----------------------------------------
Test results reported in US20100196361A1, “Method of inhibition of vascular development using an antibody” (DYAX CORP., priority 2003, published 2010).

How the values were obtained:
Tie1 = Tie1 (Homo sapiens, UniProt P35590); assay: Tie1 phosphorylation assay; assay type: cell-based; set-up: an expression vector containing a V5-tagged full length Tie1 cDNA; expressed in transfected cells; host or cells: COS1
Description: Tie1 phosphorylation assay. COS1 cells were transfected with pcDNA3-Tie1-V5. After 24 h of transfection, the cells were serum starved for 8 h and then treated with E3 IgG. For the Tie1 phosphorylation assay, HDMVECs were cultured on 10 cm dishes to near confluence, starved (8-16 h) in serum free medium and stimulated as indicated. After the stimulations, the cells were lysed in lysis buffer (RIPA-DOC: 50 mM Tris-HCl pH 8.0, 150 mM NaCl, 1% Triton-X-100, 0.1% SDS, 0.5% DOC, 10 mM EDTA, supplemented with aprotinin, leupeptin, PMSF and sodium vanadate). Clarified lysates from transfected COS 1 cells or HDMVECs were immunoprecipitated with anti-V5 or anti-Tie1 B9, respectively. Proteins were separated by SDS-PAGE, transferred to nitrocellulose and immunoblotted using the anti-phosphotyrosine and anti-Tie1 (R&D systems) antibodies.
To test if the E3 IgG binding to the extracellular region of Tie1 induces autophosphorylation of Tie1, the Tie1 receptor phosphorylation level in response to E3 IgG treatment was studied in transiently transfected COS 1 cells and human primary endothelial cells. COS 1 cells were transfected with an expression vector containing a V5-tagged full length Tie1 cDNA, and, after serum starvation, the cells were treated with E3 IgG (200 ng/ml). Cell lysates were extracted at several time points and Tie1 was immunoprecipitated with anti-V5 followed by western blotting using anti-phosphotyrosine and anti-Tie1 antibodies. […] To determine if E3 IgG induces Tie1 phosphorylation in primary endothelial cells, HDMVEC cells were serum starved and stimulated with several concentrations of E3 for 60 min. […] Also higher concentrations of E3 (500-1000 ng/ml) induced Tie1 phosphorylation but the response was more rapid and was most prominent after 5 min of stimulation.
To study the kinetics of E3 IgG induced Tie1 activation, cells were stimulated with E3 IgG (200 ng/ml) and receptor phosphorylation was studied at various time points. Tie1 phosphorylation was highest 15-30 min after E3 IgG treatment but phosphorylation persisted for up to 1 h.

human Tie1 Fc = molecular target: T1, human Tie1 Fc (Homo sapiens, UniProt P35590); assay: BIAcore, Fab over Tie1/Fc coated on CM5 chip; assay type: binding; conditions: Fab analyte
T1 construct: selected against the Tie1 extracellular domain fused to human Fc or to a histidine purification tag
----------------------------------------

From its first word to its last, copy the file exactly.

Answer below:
Test results reported in US20100196361A1, “Method of inhibition of vascular development using an antibody” (DYAX CORP., priority 2003, published 2010).

How the values were obtained:
Tie1 = Tie1 (Homo sapiens, UniProt P35590); assay: Tie1 phosphorylation assay; assay type: cell-based; set-up: an expression vector containing a V5-tagged full length Tie1 cDNA; expressed in transfected cells; host or cells: COS1
Description: Tie1 phosphorylation assay. COS1 cells were transfected with pcDNA3-Tie1-V5. After 24 h of transfection, the cells were serum starved for 8 h and then treated with E3 IgG. For the Tie1 phosphorylation assay, HDMVECs were cultured on 10 cm dishes to near confluence, starved (8-16 h) in serum free medium and stimulated as indicated. After the stimulations, the cells were lysed in lysis buffer (RIPA-DOC: 50 mM Tris-HCl pH 8.0, 150 mM NaCl, 1% Triton-X-100, 0.1% SDS, 0.5% DOC, 10 mM EDTA, supplemented with aprotinin, leupeptin, PMSF and sodium vanadate). Clarified lysates from transfected COS 1 cells or HDMVECs were immunoprecipitated with anti-V5 or anti-Tie1 B9, respectively. Proteins were separated by SDS-PAGE, transferred to nitrocellulose and immunoblotted using the anti-phosphotyrosine and anti-Tie1 (R&D systems) antibodies.
To test if the E3 IgG binding to the extracellular region of Tie1 induces autophosphorylation of Tie1, the Tie1 receptor phosphorylation level in response to E3 IgG treatment was studied in transiently transfected COS 1 cells and human primary endothelial cells. COS 1 cells were transfected with an expression vector containing a V5-tagged full length Tie1 cDNA, and, after serum starvation, the cells were treated with E3 IgG (200 ng/ml). Cell lysates were extracted at several time points and Tie1 was immunoprecipitated with anti-V5 followed by western blotting using anti-phosphotyrosine and anti-Tie1 antibodies. […] To determine if E3 IgG induces Tie1 phosphorylation in primary endothelial cells, HDMVEC cells were serum starved and stimulated with several concentrations of E3 for 60 min. […] Also higher concentrations of E3 (500-1000 ng/ml) induced Tie1 phosphorylation but the response was more rapid and was most prominent after 5 min of stimulation.
To study the kinetics of E3 IgG induced Tie1 activation, cells were stimulated with E3 IgG (200 ng/ml) and receptor phosphorylation was studied at various time points. Tie1 phosphorylation was highest 15-30 min after E3 IgG treatment but phosphorylation persisted for up to 1 h.

human Tie1 Fc = molecular target: T1, human Tie1 Fc (Homo sapiens, UniProt P35590); assay: BIAcore, Fab over Tie1/Fc coated on CM5 chip; assay type: binding; conditions: Fab analyte
T1 construct: selected against the Tie1 extracellular domain fused to human Fc or to a histidine purification tag